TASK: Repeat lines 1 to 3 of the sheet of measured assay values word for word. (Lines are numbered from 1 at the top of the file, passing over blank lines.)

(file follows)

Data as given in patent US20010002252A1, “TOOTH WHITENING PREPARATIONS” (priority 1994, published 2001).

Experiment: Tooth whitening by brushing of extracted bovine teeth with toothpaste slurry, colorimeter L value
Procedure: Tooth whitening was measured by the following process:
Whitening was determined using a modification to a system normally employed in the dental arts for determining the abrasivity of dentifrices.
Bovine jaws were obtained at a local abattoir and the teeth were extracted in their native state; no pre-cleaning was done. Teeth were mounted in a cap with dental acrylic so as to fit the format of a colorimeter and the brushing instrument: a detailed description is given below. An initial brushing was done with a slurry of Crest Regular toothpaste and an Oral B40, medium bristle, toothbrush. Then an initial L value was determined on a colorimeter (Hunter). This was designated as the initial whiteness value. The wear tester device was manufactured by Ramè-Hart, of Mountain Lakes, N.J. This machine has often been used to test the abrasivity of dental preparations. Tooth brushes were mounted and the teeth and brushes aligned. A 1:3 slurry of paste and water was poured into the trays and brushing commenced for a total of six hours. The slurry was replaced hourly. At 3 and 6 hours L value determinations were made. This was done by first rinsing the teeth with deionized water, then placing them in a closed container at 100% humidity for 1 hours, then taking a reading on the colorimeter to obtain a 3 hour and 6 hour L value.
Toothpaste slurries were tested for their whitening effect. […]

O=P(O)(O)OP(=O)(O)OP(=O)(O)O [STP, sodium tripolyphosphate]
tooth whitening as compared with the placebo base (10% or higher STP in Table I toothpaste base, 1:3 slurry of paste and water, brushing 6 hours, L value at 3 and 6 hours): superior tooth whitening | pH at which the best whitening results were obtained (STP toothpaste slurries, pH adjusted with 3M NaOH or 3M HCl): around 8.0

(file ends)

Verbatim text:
Data as given in patent US20010002252A1, “TOOTH WHITENING PREPARATIONS” (priority 1994, published 2001).

Experiment: Tooth whitening by brushing of extracted bovine teeth with toothpaste slurry, colorimeter L value
Procedure: Tooth whitening was measured by the following process: